Full Course Description


Updated Motivational Interviewing with Stephen Rollnick, Ph.D.: Evidence-Based Skills to Motivate Clients Toward Change

OUTLINE

Motivational Interviewing-3rd Edition

  • New 4-process framework
  • Compassion
  • MI in goal setting and change planning
  • From “behavior change” to change

Behavior Change and Motivational Interviewing

  • Ambivalence
  • The principles of MI are universal

Integrating Motivational Interviewing in Your Practice

  • MI complementing any therapeutic orientation
  • The language you and the client use makes a big difference!
  • Addressing motivational problems in:
    • Anxiety
    • Depression
    • Addictions
    • Medication adherence
    • Health behavior changes

The Traps that Prevent Change

  • Observe the traps
  • Apply MI skills to avoid traps
  • The “Righting Reflex”

Learning Motivational Interviewing

  • The spirit
  • Principles
  • Definition
  • Goal
  • Change talk & sustain talk
  • Skills

Core Skills of Motivational Interviewing

  • Listening—MI Style
  • The focus on change talk
  • Motivational Interviewing and communication styles

OBJECTIVES

  • Apply the New 4-Process Framework to your clinical practice.
  • Utilize the style underlying motivational interviewing to impact client change.
  • Investigate questions designed to explore ambivalence about change.
  • Recognize the limitations of the righting reflex and other traps to avoid when promoting change.
  • Define ambivalence and how best to respond to it.
  • Describe and recognize change language and how listening promotes change.
  • Summarize how motivational interviewing is linked to efforts to promote change in a variety of mental health settings.
Copyright : 04/04/2014

BONUS! MI in Action with Stephen Rollnick, Ph.D.: Presentation & Demo for Substance Abuse & Other Mental Health Disorders

OUTLINE

Why Motivational Interviewing (MI)?

  • Why is this approach to behavior change useful in tackling diverse and challenging client scenarios?  
  • Common errors like the “Righting Reflex”.
  • A new 4-process framework helps to navigate the interview and harness clients’ own motivation to change.

What does it look like in practice?

  • Getting alongside patients – doing this rapidly and effectively.
  • Locating a useful focus for change.  Agenda mapping as a strategy.
  • Evoking internal motivation using the “spirit” and core skills of MI

Getting yourself into gear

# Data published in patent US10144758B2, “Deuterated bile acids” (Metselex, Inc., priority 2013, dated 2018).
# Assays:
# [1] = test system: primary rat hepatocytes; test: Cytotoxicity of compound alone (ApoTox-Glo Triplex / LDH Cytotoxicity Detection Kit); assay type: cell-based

• Adjusting your attitude and style
  • Slowing your pace down, noticing change and sustain talk
  • The core skills for doing this skillfully

OBJECTIVES

  • Describe what can go wrong with a premature, practitioner-centered approach.
  • Explain why and how motivational interviewing can fit into everyday practice.
  • Attempt to encourage yourself to develop your skills for putting MI into practice.

Program Information

Objectives

  • Describe what can go wrong with a premature, practitioner-centered approach.
  • Explain why and how motivational interviewing can fit into everyday practice.
  • Attempt to encourage yourself to develop your skills for putting MI into practice.

Outline

Why Motivational Interviewing (MI)?

  • Why is this approach to behavior change useful in tackling diverse and challenging client scenarios?  
  • Common errors like the “Righting Reflex”.
  • A new 4-process framework helps to navigate the interview and harness clients’ own motivation to change.

What does it look like in practice?

  • Getting alongside patients – doing this rapidly and effectively.
  • Locating a useful focus for change.  Agenda mapping as a strategy.
  • Evoking internal motivation using the “spirit” and core skills of MI

Getting yourself into gear

  • Adjusting your attitude and style
  • Slowing your pace down, noticing change and sustain talk
  • The core skills for doing this skillfully

Copyright : 06/03/2014

BONUS! Motivational Interviewing in Healthcare with Stephen Rollnick, Ph.D.

Program Information

Objectives

  1. Describe what typically happens in consultations about lifestyle change and medication use.
  2. Explain why and how motivational interviewing can fit into everyday practice.
  3. Develop several of the skills involved and the changes you can make in practice.

Outline

Why Motivational Interviewing (MI)?

  • Why is this approach to behavior change useful in teaching “difficult” patients on lifestyle change?
  • What usually happens in brief consultations about lifestyle change and medication use? The “Righting Reflex” and other challenges
  • Helping patients to harness their own motivation for change
  • The evidence base for MI

What does it look like in practice?

  • Getting alongside patients as they make decisions: the “spirit of MI”
  • Rapid engagement & a 20% rule
  • A new framework for practice: engage, focus, evoke and plan
  • Addressing obesity, smoking cessation, alcohol/drug abuse, exercise and uncontrolled diabetes

Getting yourself into gear

  • Slowing your pace down
  • Adjusting your attitude and style
  • The skills involved

Copyright : 12/05/2013